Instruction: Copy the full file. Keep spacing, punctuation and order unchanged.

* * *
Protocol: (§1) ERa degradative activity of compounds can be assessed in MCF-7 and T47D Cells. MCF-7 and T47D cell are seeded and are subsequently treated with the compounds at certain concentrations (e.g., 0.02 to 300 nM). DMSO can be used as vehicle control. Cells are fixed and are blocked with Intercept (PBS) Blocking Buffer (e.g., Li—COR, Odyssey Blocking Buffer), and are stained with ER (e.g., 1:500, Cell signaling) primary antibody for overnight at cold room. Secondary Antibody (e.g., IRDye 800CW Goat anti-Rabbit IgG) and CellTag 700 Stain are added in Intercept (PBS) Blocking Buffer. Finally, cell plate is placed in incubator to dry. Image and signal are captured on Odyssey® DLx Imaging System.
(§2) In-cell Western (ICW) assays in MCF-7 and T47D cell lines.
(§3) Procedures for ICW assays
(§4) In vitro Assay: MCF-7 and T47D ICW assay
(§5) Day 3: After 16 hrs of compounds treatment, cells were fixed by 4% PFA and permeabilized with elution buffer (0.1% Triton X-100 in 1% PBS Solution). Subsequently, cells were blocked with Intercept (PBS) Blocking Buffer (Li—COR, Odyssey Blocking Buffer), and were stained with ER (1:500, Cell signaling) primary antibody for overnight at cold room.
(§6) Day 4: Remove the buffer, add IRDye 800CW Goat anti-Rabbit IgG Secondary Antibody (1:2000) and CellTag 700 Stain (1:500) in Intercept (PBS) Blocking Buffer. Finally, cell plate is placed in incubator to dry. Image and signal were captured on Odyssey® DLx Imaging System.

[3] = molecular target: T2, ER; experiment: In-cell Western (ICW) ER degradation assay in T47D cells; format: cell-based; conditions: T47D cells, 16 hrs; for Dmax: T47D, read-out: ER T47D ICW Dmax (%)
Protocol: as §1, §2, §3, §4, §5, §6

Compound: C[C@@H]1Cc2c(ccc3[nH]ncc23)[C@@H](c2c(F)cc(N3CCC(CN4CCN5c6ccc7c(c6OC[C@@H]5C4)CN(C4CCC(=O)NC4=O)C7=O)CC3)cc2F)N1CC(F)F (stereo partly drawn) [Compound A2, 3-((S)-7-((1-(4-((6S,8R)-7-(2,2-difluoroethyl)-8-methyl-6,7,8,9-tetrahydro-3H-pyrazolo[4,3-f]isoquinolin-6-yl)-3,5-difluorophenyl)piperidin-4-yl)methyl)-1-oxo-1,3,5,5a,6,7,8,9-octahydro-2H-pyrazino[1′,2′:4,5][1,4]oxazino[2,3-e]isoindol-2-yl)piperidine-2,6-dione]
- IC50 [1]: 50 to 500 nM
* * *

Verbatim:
Protocol: (§1) ERa degradative activity of compounds can be assessed in MCF-7 and T47D Cells. MCF-7 and T47D cell are seeded and are subsequently treated with the compounds at certain concentrations (e.g., 0.02 to 300 nM). DMSO can be used as vehicle control. Cells are fixed and are blocked with Intercept (PBS) Blocking Buffer (e.g., Li—COR, Odyssey Blocking Buffer), and are stained with ER (e.g., 1:500, Cell signaling) primary antibody for overnight at cold room. Secondary Antibody (e.g., IRDye 800CW Goat anti-Rabbit IgG) and CellTag 700 Stain are added in Intercept (PBS) Blocking Buffer. Finally, cell plate is placed in incubator to dry. Image and signal are captured on Odyssey® DLx Imaging System.
(§2) In-cell Western (ICW) assays in MCF-7 and T47D cell lines.
(§3) Procedures for ICW assays
(§4) In vitro Assay: MCF-7 and T47D ICW assay
(§5) Day 3: After 16 hrs of compounds treatment, cells were fixed by 4% PFA and permeabilized with elution buffer (0.1% Triton X-100 in 1% PBS Solution). Subsequently, cells were blocked with Intercept (PBS) Blocking Buffer (Li—COR, Odyssey Blocking Buffer), and were stained with ER (1:500, Cell signaling) primary antibody for overnight at cold room.
(§6) Day 4: Remove the buffer, add IRDye 800CW Goat anti-Rabbit IgG Secondary Antibody (1:2000) and CellTag 700 Stain (1:500) in Intercept (PBS) Blocking Buffer. Finally, cell plate is placed in incubator to dry. Image and signal were captured on Odyssey® DLx Imaging System.

[3] = molecular target: T2, ER; experiment: In-cell Western (ICW) ER degradation assay in T47D cells; format: cell-based; conditions: T47D cells, 16 hrs; for Dmax: T47D, read-out: ER T47D ICW Dmax (%)
Protocol: as §1, §2, §3, §4, §5, §6

Compound: C[C@@H]1Cc2c(ccc3[nH]ncc23)[C@@H](c2c(F)cc(N3CCC(CN4CCN5c6ccc7c(c6OC[C@@H]5C4)CN(C4CCC(=O)NC4=O)C7=O)CC3)cc2F)N1CC(F)F (stereo partly drawn) [Compound A2, 3-((S)-7-((1-(4-((6S,8R)-7-(2,2-difluoroethyl)-8-methyl-6,7,8,9-tetrahydro-3H-pyrazolo[4,3-f]isoquinolin-6-yl)-3,5-difluorophenyl)piperidin-4-yl)methyl)-1-oxo-1,3,5,5a,6,7,8,9-octahydro-2H-pyrazino[1′,2′:4,5][1,4]oxazino[2,3-e]isoindol-2-yl)piperidine-2,6-dione]
- IC50 [1]: 50 to 500 nM